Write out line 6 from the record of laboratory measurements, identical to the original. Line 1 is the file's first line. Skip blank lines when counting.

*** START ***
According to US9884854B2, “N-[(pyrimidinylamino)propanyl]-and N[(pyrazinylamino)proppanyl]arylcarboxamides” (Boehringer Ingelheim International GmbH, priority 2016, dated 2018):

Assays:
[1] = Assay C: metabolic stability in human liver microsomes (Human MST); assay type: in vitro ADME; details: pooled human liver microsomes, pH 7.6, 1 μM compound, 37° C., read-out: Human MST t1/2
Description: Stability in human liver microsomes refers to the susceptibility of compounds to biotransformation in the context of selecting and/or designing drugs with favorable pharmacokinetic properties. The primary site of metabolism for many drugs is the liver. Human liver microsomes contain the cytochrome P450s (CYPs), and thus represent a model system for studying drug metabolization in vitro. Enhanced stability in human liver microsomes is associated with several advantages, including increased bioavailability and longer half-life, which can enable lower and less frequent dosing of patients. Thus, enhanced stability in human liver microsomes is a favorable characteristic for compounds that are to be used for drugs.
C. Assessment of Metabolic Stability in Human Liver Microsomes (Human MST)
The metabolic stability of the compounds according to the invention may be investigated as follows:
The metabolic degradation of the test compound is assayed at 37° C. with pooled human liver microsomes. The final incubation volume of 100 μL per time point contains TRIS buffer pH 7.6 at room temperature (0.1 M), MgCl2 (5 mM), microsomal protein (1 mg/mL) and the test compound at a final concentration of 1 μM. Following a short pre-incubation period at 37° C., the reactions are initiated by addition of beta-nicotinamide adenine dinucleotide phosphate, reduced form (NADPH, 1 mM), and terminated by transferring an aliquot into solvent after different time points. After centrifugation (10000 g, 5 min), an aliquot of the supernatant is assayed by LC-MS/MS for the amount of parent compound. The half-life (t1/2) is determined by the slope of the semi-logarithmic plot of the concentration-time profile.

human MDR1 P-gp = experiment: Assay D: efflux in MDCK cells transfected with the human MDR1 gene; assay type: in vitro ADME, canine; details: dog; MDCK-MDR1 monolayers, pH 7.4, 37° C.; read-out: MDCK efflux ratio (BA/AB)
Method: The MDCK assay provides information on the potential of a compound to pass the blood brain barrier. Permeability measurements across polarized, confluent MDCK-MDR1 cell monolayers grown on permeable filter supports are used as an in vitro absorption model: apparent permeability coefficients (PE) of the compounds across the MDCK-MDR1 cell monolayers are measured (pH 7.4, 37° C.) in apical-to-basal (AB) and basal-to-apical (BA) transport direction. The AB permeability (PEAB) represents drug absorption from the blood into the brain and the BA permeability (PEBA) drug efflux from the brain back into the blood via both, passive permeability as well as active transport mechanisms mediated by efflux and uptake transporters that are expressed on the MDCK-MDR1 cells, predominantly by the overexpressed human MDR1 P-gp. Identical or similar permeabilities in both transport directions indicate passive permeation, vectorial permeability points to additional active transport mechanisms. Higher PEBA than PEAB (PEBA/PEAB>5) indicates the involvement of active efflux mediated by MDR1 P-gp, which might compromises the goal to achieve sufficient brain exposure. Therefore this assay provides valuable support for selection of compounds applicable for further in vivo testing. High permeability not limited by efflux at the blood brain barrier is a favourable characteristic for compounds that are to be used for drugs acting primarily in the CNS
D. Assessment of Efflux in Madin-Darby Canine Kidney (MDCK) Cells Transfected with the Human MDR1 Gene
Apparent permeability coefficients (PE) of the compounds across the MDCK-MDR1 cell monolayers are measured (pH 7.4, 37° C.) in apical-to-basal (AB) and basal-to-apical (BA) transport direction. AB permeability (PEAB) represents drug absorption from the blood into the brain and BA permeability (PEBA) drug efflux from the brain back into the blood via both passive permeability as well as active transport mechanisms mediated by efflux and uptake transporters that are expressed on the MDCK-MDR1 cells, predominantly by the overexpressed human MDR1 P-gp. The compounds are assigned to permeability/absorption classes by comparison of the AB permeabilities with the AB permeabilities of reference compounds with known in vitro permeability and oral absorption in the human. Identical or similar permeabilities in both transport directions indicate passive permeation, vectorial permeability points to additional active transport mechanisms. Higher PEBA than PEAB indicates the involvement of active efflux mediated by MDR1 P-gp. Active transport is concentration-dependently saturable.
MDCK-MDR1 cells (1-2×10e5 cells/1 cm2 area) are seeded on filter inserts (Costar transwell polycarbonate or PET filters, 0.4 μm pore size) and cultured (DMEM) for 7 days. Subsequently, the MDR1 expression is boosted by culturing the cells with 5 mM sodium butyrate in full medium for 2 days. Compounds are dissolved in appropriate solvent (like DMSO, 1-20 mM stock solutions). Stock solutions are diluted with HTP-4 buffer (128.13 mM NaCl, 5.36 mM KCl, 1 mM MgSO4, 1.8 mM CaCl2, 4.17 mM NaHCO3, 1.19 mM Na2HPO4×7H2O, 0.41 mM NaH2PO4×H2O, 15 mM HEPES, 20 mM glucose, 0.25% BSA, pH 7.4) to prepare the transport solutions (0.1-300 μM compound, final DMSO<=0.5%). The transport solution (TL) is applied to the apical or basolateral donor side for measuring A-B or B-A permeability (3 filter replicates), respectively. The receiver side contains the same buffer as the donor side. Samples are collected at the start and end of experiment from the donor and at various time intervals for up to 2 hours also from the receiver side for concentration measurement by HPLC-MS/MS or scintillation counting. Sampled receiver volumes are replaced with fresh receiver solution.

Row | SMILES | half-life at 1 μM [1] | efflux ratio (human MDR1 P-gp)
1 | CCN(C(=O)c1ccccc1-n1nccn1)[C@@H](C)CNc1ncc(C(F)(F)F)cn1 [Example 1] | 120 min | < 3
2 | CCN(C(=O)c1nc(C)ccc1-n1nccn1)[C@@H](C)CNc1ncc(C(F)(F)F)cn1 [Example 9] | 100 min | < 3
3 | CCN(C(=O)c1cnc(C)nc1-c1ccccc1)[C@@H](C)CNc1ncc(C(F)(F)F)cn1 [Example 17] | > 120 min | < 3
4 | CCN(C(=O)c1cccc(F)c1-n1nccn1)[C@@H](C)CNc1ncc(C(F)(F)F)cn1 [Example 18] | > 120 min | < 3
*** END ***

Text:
The metabolic stability of the compounds according to the invention may be investigated as follows: